In his 1937 novel, Of Mice and Men, John Steinbeck explores the hopes and dreams of the characters against the reality they are faced with living and are each trying to survive. Through the characters of George, Candy and Crooks, Steinbeck explores the realities of loneliness and powerlessness, and discrimination towards race, disability and age that these characters face and their hopes and dreams for a better life, independence, security and respect to overcome those obstacles.
George, a main character, is sick of working for others and not being his own boss. George’s dream to own his own small farm and “live of the fatta the lan” (page 16) is repeated throughout the novel. George’s wants to own a farm so he can have independence and not have to answer to anyone. George wants to be able to “… put in a crop … [and] know what come of [his] planting” (page 65).
When Candy offered to help buy the farm, George begins to think this dream could happen and “[t]his thing they had never really believed in was coming true” (page 67). However, George’s dream to own a farm is short-lived when he decides to shoot Lennie after Lennie killed Curley’s Wife. When George discovered that Lennie killed Curley’s Wife and Candy asks him if they can still get the farm, George tells Candy “I think I knowed from the very first. I think I knowed we’d never do her” (page 107). George tells Candy that “’ll work my month an’ I’ll take my fifty bucks … An’ then I’ll come back an’ work another month an’ I’ll have fifty bucks more” (page 107) which seems to be George giving up on his dream and resigning himself to the fact that he will not gain independence nor be his own boss.
The character Crooks is faced with discrimination towards his race and the isolation he feels because of that discrimination. Crooks is the only black man on the ranch. He is not allowed to live in the bunkhouse with the other white men or play cards with them, but instead stays in his own room and reads books and has no-one to talk to. Crooks tells Lennie “I tell ya a guy gets too lonely an’ he gets sick” (page 82). When Candy tells Crooks about buying a farm with George and Lennie, Crooks ask to join the farm telling Candy “… If you … guys would want a hand to work for nothing – just his keep, why I’ld come an’ lend a hand” (pp 86, 87). If Crooks was part of the farm, he might not be as alone or discriminated against. When Crooks realises that George did not want any knowing about buying the farm, Crooks withdraws his offer to Candy to work on the farm, telling Candy “I didn’t mean it. Jus’ foolin’. I wouldn’t want to go no place like that” (page 94). While Crooks wanted to be a part of the dream of the farm, the reality of this dream was short-lived for Crooks.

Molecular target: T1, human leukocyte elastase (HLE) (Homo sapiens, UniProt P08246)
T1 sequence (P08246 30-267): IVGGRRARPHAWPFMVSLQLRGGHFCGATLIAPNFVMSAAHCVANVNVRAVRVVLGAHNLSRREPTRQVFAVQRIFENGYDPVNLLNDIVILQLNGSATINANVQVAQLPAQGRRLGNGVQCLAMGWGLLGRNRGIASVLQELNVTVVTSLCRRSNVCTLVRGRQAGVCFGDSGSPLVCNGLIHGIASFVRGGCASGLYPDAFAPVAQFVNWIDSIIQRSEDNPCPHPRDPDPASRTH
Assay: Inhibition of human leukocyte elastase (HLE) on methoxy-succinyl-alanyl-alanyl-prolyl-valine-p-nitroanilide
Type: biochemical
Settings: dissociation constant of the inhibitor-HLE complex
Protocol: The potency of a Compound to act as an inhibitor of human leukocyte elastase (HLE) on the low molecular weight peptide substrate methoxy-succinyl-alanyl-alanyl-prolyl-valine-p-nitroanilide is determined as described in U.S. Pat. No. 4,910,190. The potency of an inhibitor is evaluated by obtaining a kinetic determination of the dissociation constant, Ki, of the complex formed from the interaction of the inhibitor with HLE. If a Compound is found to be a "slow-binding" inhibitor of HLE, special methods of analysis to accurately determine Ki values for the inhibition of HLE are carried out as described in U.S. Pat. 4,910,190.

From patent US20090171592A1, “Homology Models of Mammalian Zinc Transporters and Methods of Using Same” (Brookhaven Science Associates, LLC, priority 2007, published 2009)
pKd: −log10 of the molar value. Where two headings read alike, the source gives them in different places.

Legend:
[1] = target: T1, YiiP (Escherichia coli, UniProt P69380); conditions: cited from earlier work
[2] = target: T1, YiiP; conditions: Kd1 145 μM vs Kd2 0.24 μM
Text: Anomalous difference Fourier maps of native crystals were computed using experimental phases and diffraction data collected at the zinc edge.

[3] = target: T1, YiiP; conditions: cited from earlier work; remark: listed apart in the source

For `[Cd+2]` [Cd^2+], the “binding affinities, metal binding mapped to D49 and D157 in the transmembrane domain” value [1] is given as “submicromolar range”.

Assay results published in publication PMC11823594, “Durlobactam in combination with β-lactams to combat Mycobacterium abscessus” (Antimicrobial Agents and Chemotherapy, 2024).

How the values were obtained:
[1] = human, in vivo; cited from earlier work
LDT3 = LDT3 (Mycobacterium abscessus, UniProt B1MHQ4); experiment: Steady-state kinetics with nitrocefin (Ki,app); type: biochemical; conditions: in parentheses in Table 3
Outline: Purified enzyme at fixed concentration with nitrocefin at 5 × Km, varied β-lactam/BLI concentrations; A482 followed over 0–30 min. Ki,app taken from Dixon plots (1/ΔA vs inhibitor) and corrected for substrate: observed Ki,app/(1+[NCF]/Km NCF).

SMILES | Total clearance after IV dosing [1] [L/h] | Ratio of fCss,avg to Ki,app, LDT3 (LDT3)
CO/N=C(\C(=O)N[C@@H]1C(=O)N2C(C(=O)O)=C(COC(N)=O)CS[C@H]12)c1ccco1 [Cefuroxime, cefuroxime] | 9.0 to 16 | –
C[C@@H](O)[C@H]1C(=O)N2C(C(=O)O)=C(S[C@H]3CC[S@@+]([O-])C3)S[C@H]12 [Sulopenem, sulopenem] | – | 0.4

Candy’s character is facing the reality of old age and suffers from disability as he has lost a hand on the range. Candy old dog has also been put-down which makes Candy lonely. When Candy learns of George and Lennie’s dream to buy a farm, he offers to put his own money in to help buy the farm. Candy wants to be part of this dream as it will provide him security because he is old and fears that we will eventually be put out of work if he stays on the ranch. The dream of being part of the farm also helps Candy cope with the loneliness he feels having lost his beloved dog. After Lennie kills Curley’s Wife, Candy still wants the dream of the farm to happen and Candy asks George “You an’ me can get that little place, can’t we, George? You an’ me can go there an’ live nice, can’t we, George? Can’t we” (page 107). As with the dreams of George and Crooks, it seems like fate and forces out of the Candy’s control (being Lennie killing Curley’s Wife) put and end to Candy’s dream and his hopes of escaping his fear of being put out of work because of his age and physical handicap.
While the hopes and dreams held by the characters George, Crooks and Candy do help them survive the reality of their situations of powerlessness, discrimination and loneliness, by giving them something to look forward, the reader sees that those dreams are short-lived and not realised by the novel’s end. This leaves the reader wondering if these characters will ever realise their dreams of independence and security and freedom from isolation and discrimination, or whether they will give up on their dreams.